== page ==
It takes blood and guts to win a World Cup.... Or does it? Last week, at venues in Japan and South Korea, 193 teams from 30 nations participated in RoboCup 2002, a soccer tournament for robots. The competitors ranged from dog robots to five-foot-tall humanoids. Most of the machines can shoot and dribble to some degree; some whiz around at six mph. Many are programmed to run sophisticated set plays. On Saturday the Cornell Big Red, two-time world champs of the technically advanced small-sized league (six inches and smaller), beat the University of Melbourne Roobots 10-0 to reach the semifinals. (The tournament ends on Wednesday.)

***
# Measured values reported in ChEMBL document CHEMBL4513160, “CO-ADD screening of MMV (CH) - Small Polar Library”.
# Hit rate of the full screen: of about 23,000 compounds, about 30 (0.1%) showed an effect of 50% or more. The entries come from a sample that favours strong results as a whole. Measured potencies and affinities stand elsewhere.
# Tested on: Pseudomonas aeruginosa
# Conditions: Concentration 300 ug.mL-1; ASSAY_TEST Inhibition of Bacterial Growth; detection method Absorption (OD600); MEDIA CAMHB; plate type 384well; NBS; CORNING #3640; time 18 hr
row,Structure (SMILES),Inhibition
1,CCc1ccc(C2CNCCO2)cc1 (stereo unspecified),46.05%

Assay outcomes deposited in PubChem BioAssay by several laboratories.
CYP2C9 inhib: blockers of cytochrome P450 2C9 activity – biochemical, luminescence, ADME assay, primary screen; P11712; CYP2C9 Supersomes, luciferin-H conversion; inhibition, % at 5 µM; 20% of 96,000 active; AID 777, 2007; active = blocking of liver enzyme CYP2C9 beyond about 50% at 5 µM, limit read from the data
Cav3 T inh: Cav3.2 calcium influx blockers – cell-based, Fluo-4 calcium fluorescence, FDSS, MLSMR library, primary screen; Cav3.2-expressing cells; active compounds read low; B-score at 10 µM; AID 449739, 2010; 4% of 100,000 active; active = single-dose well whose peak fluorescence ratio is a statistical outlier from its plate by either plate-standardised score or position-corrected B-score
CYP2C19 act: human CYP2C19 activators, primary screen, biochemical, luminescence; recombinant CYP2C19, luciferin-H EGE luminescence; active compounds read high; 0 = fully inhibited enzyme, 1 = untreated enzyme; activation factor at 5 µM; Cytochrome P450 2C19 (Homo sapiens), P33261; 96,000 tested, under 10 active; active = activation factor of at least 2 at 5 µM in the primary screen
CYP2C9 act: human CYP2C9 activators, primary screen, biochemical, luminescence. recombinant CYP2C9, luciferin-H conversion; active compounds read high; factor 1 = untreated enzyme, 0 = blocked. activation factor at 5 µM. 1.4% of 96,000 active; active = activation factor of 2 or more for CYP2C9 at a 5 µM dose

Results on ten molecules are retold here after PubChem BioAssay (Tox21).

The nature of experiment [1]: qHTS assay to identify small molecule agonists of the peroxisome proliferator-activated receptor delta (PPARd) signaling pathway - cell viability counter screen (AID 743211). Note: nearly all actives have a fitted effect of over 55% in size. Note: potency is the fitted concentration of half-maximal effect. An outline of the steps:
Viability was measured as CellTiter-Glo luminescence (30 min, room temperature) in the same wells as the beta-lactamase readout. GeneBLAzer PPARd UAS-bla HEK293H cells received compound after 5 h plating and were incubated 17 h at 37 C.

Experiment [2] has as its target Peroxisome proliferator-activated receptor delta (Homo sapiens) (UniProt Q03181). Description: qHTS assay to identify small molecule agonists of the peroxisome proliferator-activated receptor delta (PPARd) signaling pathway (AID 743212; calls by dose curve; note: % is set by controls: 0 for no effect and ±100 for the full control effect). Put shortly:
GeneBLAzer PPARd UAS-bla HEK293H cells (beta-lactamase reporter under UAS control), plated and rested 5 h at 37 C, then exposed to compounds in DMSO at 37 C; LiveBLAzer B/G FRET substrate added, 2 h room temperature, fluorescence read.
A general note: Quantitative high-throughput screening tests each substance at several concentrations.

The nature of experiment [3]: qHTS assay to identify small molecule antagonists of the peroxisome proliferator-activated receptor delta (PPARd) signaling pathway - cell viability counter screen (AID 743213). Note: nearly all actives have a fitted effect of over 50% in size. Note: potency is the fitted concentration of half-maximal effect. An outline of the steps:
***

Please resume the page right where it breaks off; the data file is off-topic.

RoboCup has grown steadily since its 1997 debut. Although competition gets intense, rival teams often share knowledge before the event. The hope of all is to advance robotics to the point where a robots could compete against humans. "The dream is to field a team that could win the World Cup in 2050," says Raffaello D'Andrea, the Big Red's faculty adviser. "But that's a very lofty goal."